News / 08/19/2020 / 223
Valjevo region is a genuine pearl of nature, still largely undiscovered. Nature was really generous there: chain of Valjevo mountains, clean mountain streams, preserved 19th century town quarter, delicious food and wines... Because of all that, a stay in Valjevo and its surroundings can serve as an ideal opportunity to get to know Serbia better.
Thanks to recently-built Miloš the Great highway, Valjevo region has become even closer to Belgrade. Therefore, we have easily reached the gate of Jelić Winery in the village of Bujačić at 10 am sharp.
At the moment, the winery is slowly preparing equipment and resources for the upcoming harvest. In 2002, Milijan Jelić, the owner of Jelić Winery, boldly stepped into the region dominated by plum production to show that Valjevo is equally suitable for vinegrowing. The vineyards are spread over several locations, with a total area of 20 hectares. From the very beginning, the focus has been on local grape varieties. As a pioneer, Milijan Jelić planted Morava variety in the vineyards, which today makes up half of the vineyards owned by Jelić Winery. Regarding black varieties, Prokupac (locally known as Kameničanka) is the flagship grape variety. Jelić Winery takes credit for renewed interest in Prokupac outside Župa region.
We start the winery tour, accompanied by oenologist Milomir Tomić, from the grape processing hall. The winery building comprises several floors and the entire winemaking process from grape to wine is carried out in accordance with natural wine flow, gravity laws and temperature control practices. The underground wine cellar is in the shape of a cross. The cellar was made by removing the top soil in order to build the cellar walls and then the same soil cover has been put back over the cellar walls to ensure adequate insulation and a constant temperature throughout the year. The wine cellar contains custom-made stainless steel tanks which fit perfectly into the arched vault, thus making the most of the space in the wine cellar.
We are surprised to see in the cellar a barrel with 'Nebbiolo' written over it in white chalk... Hm, how come Nebbiolo found its home in Serbia?!? Milijan Jelić thought that Valjevo region could be a good location for this variety (traditionally planted in vineyards of Piedmont) owing to its geographic position at the foot of Divčibare mountain and the Valjevo mountains, at sufficient distance from the sea so warm Mediterranean air currents arrive. But, Nebbiolo is a demanding variety in the cellar because it requires patience and long aging to shine in full glory. Therefore, and also taking into account small quantities of produced wine, Nebbiolo wine is sold exclusively in the winery and the price of a bottle reaches 5,000 dinars.
After the winery visit, our next destination is the village of Stubo because we would like to experience the panoramic view of Rovni Lake from the Lazar's Rock viewpoint (also known as the Great Rock). The path to the lookout is well marked, not too strenuous, but the view from the lookout is unforgettable. Valjevo hills and mountains surrounding the lake which has crept into every gorge and ravine, resembling a snake, whilst bright blue color of the water shines in the sun.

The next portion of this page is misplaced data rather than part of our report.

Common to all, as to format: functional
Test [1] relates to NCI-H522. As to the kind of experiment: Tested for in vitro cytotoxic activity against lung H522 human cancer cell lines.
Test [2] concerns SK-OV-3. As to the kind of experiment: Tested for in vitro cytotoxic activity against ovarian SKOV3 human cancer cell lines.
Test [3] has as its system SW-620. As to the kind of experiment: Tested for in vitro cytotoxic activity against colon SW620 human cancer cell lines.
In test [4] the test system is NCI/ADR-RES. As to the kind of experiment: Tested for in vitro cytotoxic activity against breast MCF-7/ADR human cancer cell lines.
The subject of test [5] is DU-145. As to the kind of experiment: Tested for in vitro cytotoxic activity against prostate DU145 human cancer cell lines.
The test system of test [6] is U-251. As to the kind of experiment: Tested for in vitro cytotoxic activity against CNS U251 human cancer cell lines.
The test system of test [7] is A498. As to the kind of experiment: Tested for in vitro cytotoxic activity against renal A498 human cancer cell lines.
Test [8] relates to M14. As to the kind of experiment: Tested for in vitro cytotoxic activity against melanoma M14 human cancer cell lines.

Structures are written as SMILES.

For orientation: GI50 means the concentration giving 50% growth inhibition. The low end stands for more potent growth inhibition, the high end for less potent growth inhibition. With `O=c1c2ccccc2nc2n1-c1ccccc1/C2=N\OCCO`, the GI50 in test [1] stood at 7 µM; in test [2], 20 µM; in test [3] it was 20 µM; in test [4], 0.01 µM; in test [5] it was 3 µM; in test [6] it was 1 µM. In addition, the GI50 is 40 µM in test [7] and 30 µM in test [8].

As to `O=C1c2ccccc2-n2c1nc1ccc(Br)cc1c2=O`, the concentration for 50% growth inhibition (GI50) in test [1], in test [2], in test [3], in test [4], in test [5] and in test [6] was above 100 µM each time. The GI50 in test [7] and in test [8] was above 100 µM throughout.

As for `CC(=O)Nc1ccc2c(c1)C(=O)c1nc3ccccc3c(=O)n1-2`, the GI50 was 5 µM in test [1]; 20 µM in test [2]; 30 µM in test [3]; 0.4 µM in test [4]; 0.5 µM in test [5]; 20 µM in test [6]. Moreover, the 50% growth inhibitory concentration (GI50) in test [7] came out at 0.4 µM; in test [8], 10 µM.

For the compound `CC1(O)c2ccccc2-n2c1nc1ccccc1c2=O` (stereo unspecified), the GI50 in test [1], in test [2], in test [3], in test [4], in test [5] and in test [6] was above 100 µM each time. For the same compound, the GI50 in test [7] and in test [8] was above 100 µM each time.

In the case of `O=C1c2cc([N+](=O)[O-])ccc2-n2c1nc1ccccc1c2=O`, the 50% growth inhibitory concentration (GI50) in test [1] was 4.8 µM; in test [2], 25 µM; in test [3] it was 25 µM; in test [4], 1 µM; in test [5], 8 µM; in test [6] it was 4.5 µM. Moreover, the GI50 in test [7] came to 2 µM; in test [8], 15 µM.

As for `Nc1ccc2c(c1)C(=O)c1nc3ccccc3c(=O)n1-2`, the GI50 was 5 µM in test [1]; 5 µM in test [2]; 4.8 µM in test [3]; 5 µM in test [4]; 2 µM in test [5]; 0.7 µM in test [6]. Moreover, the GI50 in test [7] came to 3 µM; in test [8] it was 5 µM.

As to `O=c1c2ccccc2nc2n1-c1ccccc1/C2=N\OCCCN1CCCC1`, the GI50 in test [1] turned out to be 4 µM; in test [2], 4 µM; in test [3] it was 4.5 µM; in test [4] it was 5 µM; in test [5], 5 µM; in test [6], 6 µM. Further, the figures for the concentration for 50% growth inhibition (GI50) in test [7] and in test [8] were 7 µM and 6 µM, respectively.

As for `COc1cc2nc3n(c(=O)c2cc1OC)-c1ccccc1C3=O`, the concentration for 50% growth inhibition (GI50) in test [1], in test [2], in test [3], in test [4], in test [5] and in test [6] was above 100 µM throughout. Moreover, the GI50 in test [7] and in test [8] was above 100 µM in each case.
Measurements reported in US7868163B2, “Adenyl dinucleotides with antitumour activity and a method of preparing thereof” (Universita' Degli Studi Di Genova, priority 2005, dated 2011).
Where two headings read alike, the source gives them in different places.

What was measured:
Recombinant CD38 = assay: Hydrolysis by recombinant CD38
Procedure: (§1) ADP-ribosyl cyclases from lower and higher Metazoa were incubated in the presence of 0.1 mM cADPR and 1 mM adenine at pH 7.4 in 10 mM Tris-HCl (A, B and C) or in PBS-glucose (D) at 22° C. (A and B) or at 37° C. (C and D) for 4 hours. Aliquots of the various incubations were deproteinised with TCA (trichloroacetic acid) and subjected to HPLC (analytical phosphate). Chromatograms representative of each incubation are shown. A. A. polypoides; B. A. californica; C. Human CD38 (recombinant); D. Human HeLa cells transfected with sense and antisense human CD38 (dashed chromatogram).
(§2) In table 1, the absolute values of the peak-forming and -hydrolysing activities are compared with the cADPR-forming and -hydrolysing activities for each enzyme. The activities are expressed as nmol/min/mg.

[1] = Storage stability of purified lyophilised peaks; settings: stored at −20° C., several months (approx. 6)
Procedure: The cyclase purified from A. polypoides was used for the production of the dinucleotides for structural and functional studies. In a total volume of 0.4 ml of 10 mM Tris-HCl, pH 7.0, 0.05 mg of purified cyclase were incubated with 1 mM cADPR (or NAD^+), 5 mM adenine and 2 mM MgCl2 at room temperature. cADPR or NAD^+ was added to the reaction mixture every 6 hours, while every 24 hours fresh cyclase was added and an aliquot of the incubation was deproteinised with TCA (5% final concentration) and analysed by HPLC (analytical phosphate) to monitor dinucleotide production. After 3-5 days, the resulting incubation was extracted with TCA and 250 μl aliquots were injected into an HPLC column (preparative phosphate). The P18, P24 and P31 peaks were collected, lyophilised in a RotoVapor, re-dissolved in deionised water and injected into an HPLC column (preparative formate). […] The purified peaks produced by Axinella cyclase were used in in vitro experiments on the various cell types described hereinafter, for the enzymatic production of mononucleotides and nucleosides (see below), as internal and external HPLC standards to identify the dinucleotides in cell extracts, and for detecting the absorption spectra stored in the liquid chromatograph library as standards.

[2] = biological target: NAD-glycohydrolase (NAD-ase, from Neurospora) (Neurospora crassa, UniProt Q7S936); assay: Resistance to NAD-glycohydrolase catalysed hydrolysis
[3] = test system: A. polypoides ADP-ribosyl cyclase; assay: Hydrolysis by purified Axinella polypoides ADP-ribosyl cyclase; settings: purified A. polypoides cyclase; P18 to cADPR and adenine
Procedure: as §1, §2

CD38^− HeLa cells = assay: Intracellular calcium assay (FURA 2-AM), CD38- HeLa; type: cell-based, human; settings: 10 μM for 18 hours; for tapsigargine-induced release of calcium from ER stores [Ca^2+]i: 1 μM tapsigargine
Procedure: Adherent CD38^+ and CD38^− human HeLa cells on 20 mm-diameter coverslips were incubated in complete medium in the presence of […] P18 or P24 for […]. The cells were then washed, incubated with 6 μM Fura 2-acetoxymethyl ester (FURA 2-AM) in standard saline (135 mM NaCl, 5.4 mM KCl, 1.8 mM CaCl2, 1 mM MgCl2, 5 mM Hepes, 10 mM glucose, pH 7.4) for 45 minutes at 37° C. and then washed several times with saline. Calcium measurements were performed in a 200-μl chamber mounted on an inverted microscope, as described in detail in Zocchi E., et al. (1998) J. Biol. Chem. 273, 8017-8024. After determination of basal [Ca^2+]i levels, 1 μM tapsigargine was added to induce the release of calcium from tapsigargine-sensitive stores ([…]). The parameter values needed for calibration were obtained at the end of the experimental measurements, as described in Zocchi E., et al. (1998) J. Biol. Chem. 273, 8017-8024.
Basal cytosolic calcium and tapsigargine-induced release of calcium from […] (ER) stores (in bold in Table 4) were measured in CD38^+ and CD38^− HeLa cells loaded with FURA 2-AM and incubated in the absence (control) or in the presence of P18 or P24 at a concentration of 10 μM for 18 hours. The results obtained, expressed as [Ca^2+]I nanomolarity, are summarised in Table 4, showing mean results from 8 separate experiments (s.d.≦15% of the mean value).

After returning from the lookout, we continue on to Debelo Brdo (The Fat Hill). Pustinja Monastery is hidden deep in the canyon of the Jablanica river. Holy Father Justin Ćelijski said that "whoever was prevented from visiting the Holy Mountain of Athos, then he should come and see Pustinja". A place where time has come to a standstill, where nuns serve God in peace and solitude. The monastery was built at the end of the 13th century during the reign of King Dragutin. It is believed that the name of the monastery comes from the fact that the surroundings were uninhabited, deserted and the monastery church was built right there for the spiritual needs of miners who worked in the surrounding mountains in the mines of medieval Serbia. The monastery is known for its fresco paintings, especially the fresco of St. John the Baptist with wings, which ranks among the most beautiful frescoes in medieval Serbian monasteries.
We pass over Debelo Brdo, delighted with the panoramic views of the Valjevo mountains: Povlen, Medvednik, etc. At the lookout point of the Podrinje Gate, at the place where Valjevo region and Podrinje meet, we attempt to see the horizon and identify the point where the Drina River separates Serbia and Bosnia.
Fresh air and hiking in the mountains certainly affect the appetite, so we rush back to Valjevo to treat our stomachs as well. On the Gradac river, there is a restaurant called Vidra (address: Tadića mlin bb, Valjevo) known for its local fish specialties. Our choice was trout with a glass of chilled local wine (this time we picked wine from local Pusula winery). Great finale of our Valjevo rambling spree.
Awarded wine writer, wine critic and contributor to selected wine magazines. WSET3-certified author and editor-in-chief of www.vinopedia.rs. Member of Vojvodina Sommelier Association. Juror in national and international wine competitions. Lecturing about wines of Serbia and the Balkans. Local partner of Wine Mosaic organization. Co-founder of International Prokupac Day.
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